Sections

Kew Gardens pub makes bid to add ponies to menu

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If a Kew Gardens restaurant owner has his way, many of the airline workers, lawyers and court officials who frequent his establishment will soon be able to wager on thoroughbreds while dining on pub fare.

Mark Boccia is looking to Community Board 9 for support of his plan to outfit Austin’s Steak and Ale House with an upscale Off Track Betting room. Patrons would have to spend a minimum of $15 on food and drinks in order to place bets.

The betting area would be secluded from the rest of the restaurant at 82-72 Austin St. and full dining and bar facilities would remain intact.

“I’m giving a person an opportunity to have more entertainment,” said Boccia, whose clientele includes many court employees and airline workers. “I respect this neighborhood, I love this neighborhood and I would never do anything to hurt this neighborhood.”

Community Board 9 District Manager Marry Anne Carey said the board’s Public Safety Committee scheduled a meeting for Monday to discuss Boccia’s proposal. The public is invited to make comments at the board’s regularly scheduled meeting Tuesday, she said.

The board’s decision will be forwarded as a recommendation to the Off Track Betting Site Selection Board and is not a binding ruling, Carey said.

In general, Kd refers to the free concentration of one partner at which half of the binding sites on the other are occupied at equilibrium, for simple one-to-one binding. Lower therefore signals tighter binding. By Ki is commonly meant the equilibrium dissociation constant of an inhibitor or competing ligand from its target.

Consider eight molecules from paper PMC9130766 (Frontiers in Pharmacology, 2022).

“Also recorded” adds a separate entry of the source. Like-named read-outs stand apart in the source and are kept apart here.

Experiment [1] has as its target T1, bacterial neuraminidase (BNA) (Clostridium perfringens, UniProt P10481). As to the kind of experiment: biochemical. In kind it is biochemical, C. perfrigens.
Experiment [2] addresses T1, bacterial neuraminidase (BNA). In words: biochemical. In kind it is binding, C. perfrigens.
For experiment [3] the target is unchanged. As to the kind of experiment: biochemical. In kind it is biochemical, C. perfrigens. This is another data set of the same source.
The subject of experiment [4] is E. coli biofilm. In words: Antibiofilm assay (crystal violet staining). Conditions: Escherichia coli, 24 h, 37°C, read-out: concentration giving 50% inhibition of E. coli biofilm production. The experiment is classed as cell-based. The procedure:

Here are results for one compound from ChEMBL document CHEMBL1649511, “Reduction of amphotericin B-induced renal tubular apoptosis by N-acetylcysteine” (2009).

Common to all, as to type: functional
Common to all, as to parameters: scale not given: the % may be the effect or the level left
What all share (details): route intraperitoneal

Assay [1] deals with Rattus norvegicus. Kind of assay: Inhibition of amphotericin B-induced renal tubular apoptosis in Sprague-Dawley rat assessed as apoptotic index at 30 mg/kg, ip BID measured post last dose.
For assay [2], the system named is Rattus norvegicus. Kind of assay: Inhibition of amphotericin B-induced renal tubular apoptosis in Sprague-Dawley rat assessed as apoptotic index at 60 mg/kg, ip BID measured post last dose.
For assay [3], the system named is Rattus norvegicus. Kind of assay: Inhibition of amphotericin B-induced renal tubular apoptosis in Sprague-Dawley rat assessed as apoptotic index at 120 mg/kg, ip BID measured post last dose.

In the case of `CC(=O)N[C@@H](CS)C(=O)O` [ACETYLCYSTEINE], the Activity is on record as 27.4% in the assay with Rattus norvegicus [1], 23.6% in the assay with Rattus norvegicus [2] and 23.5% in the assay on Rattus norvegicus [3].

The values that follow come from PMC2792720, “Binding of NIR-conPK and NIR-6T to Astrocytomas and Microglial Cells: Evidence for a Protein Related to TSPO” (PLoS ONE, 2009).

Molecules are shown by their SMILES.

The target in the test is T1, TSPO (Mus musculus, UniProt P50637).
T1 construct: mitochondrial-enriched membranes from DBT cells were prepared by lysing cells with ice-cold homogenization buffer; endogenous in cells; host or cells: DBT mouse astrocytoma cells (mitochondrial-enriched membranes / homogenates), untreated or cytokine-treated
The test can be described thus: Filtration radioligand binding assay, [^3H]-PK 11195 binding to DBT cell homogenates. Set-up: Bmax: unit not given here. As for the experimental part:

“It is advisory, but they do take the board’s vote into consideration along with other factors,” she said.

Murray Berger, a longtime Kew Gardens resident who serves as executive chairman of the Kew Gardens Civic Association, said his group would reserve judgment on the Austin Street betting room until the Public Safety committee meeting.

“We have not come to any official opinion. I described it to our board of governors a week or two ago and there were opinions expressed both pro and con,” he said. “Most at first seemed averse, but nobody was decisive.”

Berger said he had visited two similar OTB betting rooms in other Queens restaurants to get a feel for what might be coming to Kew Gardens. There are six altogether in the five boroughs.

“We looked at one in Maspeth. It was an impressive operation. It looked good,” he said. “And we looked at one in Astoria, which was less impressive.”

Carey said the upscale nature of the proposed betting room at Austin’s Steak and Ale House differentiates it from the OTB establishments Queens residents typically see in their neighborhoods.

“It’s not the usual operation,” she said. “We have one that’s a horror on Jamaica Ave., with the dirt and the garbage and the people hanging out.”

A final decision on the addition of gambling to Austin Street lies in the hands of the OTB site selection board comprised of the directors of City Planning and the Office of Management and Budget, Borough President Helen Marshall, Comptroller William Thompson and the commissioner of Citywide Administrative Services, said OTB senior vice president for marketing Ron Ceisler.

“They make the final decision on whether we can move forward,” he said. “Hopefully, they feel it’s a positive situation.”

Reach reporter Daniel Massey by e-mail at Timesledger@aol.com or call 229-0300, Ext. 156.

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